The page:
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Martin Scorsese has crafted many iconic dramas so it easy to forget he has a funny bone as well.  In episode three of Changing Reels we explore Scorsese’s dark comedy After Hours.  The film follows an office worker who, in an attempt to woo a girl he meets in a coffee shop, encounters the worst night of his life in SoHo.  We also discuss our short films picks of the week:  Dony Permedi’s Kiwi! and Bradley Tangonan’s High Rider.

Subscribe to our show on iTunes!

Show notes:

  • 1:12 – Kiwi! by Dony Permedi
  • 5:38 – High Rider by Bradley Tangonan
  • 10:17 – After Hours by Martin Scorsese

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Sweet Home (1989)

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Earlier video game writing was under the banner Why Video Games, now Pixels In Praxis.  For a FAQ on Pixels In Praxis and explanation of spoiler policy, click here.

Ghost bustin' timeSeth, I have a sneaking suspicion that the topic of this edition of Why Video Games is a sort of "It's time to eat your vegetables." Sweet Home presents a number of challenges unique to it which haven't been present for other games. First off, it's the oldest game we've done so far, so the mechanics at play aren't going to be as refined as we're used to. Second, it's still not available commercially in the United States so the only way I could play it "pure" is by learning kanji and importing it to play on a Famicom, or one of those bargain stations which have the Famicom built in. Third, the only version we have to play is emulated and based on a translation which is now a few years old, so since this is a text-heavy RPG we're at the mercy of the translation skills to communicate the directions for us.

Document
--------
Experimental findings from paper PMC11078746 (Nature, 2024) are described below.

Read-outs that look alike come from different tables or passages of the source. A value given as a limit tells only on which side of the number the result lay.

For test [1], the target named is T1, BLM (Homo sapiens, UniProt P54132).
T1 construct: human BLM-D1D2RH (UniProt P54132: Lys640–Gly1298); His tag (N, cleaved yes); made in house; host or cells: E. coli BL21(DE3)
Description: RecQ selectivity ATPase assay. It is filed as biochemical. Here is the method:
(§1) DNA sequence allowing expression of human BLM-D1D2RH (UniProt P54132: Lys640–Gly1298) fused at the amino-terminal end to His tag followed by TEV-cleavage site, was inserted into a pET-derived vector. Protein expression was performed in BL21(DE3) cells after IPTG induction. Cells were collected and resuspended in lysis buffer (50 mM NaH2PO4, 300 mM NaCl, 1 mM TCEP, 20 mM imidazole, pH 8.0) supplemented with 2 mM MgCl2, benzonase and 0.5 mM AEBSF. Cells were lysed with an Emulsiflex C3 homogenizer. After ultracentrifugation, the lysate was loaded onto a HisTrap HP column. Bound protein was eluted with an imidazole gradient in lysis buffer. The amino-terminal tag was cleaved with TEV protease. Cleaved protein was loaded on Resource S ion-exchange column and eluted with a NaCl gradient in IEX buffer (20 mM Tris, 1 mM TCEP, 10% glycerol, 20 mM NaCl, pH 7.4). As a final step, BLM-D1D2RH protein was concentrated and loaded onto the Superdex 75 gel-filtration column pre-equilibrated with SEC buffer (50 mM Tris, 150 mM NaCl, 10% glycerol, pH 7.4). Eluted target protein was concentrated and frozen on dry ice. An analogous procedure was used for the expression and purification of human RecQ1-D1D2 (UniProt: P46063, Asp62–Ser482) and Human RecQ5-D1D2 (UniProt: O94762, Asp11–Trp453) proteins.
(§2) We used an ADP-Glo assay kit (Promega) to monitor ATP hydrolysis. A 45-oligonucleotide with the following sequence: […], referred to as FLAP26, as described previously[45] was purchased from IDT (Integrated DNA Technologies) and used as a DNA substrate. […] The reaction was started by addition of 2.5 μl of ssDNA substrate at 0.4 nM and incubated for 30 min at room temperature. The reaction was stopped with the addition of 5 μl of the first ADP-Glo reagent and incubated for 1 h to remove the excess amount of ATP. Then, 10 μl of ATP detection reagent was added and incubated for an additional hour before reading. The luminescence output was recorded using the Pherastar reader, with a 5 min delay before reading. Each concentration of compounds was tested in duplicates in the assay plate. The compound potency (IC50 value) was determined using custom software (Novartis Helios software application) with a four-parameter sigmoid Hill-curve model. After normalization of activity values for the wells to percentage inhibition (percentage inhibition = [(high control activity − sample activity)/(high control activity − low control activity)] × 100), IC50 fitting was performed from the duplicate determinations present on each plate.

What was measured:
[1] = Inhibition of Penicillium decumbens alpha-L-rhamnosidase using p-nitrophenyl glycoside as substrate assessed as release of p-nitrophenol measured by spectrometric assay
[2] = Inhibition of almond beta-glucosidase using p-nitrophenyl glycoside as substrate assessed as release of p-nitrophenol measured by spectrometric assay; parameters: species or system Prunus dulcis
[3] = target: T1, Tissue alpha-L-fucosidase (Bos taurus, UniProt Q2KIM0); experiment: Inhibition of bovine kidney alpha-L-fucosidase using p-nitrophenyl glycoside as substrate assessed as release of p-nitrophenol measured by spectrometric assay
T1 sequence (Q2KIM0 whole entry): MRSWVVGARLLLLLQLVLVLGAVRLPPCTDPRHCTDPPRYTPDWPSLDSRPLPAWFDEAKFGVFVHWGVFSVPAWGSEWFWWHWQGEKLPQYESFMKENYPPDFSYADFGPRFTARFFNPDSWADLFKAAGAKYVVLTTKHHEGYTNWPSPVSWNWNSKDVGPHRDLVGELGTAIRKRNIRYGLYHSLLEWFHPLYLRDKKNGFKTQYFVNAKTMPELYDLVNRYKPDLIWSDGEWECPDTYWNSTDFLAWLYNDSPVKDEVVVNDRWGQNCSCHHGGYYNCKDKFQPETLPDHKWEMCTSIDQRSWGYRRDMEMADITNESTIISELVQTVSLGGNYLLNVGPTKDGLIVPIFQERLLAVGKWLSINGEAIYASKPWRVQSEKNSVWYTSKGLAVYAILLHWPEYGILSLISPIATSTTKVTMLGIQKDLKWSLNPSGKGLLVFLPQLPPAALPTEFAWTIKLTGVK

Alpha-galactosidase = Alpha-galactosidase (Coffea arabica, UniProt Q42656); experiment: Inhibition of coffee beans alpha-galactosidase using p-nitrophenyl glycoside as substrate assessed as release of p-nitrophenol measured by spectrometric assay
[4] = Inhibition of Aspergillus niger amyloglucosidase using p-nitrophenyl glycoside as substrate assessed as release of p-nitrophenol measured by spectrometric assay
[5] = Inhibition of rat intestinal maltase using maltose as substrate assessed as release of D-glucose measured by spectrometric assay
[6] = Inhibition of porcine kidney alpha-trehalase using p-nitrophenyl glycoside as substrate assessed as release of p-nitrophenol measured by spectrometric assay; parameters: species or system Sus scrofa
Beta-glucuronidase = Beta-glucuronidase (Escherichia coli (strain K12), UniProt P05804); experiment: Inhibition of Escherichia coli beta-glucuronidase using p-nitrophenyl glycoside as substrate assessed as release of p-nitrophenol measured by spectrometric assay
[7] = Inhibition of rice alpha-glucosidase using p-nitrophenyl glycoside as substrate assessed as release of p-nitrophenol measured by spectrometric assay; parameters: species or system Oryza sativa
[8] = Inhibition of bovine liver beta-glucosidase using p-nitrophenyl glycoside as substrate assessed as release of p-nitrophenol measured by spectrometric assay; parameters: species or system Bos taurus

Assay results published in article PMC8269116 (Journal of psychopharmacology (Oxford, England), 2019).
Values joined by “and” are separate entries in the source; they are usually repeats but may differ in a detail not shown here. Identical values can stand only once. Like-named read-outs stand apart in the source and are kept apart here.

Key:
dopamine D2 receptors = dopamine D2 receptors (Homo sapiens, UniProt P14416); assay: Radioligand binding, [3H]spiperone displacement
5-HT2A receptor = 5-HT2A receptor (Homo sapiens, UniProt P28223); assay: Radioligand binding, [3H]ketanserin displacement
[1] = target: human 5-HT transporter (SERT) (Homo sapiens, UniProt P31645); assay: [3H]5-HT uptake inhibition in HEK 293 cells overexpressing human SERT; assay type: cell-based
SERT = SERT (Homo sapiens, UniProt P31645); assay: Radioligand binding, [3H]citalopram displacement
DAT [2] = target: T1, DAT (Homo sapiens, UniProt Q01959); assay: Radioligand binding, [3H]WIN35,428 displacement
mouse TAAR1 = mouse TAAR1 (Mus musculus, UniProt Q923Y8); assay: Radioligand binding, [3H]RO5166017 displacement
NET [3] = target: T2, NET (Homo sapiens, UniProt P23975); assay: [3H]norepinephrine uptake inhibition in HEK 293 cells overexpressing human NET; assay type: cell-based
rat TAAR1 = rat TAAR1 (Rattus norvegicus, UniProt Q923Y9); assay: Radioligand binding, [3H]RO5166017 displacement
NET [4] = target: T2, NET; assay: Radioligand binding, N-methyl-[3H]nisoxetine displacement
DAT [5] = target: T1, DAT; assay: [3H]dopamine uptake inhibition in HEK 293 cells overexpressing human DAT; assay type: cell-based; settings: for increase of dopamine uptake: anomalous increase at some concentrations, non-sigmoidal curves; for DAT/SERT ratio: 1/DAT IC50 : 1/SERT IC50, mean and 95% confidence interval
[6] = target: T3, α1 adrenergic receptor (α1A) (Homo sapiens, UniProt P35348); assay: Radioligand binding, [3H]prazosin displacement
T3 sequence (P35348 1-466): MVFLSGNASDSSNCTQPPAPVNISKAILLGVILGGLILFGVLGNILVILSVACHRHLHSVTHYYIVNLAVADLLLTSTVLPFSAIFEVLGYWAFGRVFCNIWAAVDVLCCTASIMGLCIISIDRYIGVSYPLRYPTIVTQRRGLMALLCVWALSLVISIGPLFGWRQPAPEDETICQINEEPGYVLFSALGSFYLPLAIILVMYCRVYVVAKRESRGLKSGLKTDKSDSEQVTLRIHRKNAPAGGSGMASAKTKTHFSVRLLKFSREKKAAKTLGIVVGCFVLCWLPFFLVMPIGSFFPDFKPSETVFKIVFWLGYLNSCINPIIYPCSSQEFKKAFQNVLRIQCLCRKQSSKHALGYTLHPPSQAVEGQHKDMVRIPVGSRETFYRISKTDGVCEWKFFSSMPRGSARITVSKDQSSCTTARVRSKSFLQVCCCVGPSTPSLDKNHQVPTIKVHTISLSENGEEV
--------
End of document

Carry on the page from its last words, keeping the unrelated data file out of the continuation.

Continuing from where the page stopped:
Keeping all this in mind, I decided to take a different approach to Sweet Home. Since the temptation to cheat thanks to emulator Game Genie's and save states is so great I tried to play it as "purely" as possible. This meant using only the in-game saving feature, not looking up any Game Genie codes, and on that note trying to play it without FAQs. After all, if 10-year old Andrew was able to find all the secrets of Final Fantasy VI without the use of the internet or other cheating utensils, surely 31-year old Andrew would be able to get through Sweet Home without relying on modern tools.

This, it turns out, was a foolish thing to think. Sweet Home implements a number of novel ideas which would go on to be used in better games and in this creates a convoluted nightmare of sorts to figure out. I had to restart the game twice because I couldn't figure out the system intuitively, and there weren't in-game queues to push me into finding out options which would have made each of my attempts much easier. For starters, I had no idea that you could send for your other party members to fight with you to share experience, or that there are limited healing items so having everyone with you is the only way to get the most of them, or that permadeath for some of the characters effectively stalls your progress in some ways as - depending on who dies - you may be without certain tools to help you decipher the game.